The Physics
Factbook
An encyclopedia of scientific essays

Frequency Used In Navigational Sonar

search icon
Bibliographic Entry Result
(w/surrounding text)
Standardized
Result
"Sonar." Encarta's Encyclopedia Online. Microsoft, 2001. "Modern ultrasonic generators can produce frequencies up to more than several gigahertz (1 GHz = 1 billion Hz)." 1 GHz
"Branch of physics dealing with high-frequency sound waves, usually in the range above 20,000 hertz (Hz)." 20 kHz
Shultz, Ken. Fishing book & Worldwide Angling Guide. 1st ed. 1999: 310. "Frequencies for sport fishing sonar are 50 kHz and 200 kHz, although 120 kHz, 455 kHz, and other frequencies are also used." 50, 120, 200, 455 kHz
"Sonar." Columbia Electronic Encyclopedia, Sixth Edition. Columbia University Press, 2000. "Sonar operates in the 10 to 50 kilocycle acoustical frequency range." 10–50 kHz
Fornari, Dan. High-Frequency Sonars. Woods Hole Oceanographic Institute (WHOI) Marine Operations. "The DSOG now operates 120 kHz and 200 kHz split-beam sonar systems designed for deeply-towed, near-bottom seafloor imaging and swath phase-bathymetric mapping." 120, 200 kHz

Sonar is a device that uses sound energy to locate objects; measure their distance, direction, and speed; and produce pictures of them. The word sonar comes from sound navigation and ranging. Sonar works well underwater, where sound travels quickly and efficiently over long distances and where radar does not work. However, certain sonar devices operate in the air. For example, some burglar alarms use airborne waves of ultrasound to detect movement. Dolphins and some bats use a natural sonar technique called echolocation. This technique helps them locate food, avoid obstacles, and communicate.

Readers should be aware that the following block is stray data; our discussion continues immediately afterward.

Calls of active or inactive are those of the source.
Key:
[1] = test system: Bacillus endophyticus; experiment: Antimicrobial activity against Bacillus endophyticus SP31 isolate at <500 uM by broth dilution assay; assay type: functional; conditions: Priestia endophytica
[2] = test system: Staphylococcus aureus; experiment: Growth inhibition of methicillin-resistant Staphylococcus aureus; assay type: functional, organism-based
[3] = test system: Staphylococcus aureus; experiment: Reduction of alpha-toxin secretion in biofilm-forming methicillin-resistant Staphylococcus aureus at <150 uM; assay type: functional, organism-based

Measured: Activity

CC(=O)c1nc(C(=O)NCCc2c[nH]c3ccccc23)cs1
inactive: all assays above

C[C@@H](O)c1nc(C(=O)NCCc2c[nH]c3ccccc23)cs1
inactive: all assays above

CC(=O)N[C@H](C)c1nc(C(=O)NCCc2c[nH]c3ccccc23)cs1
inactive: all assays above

There are two types of sonar active and passive. Active sonar uses a transmitter, a device that converts electrical energy to sound energy, to send out sound waves. The sound waves travel through the water until they strike an object. The object reflects them in various directions. Some of the reflected waves return to the sonar, where they strike a receiver. Sonar determines distances by measuring the time taken for a sound wave to travel from the transmitter, reflect from the object, and travel to the receiver.

Passive sonar receives sound waves given off by some other source, but does not transmit sounds. Passive sonar can therefore determine the direction of an object, but is not as effective as active sonar in determining its distance.

Some uses of sonar: Navies use sonar to locate ships, submarines, and underwater mines. Fishing ships use sonar to detect schools of fish.

Emran Yusufov -- 2001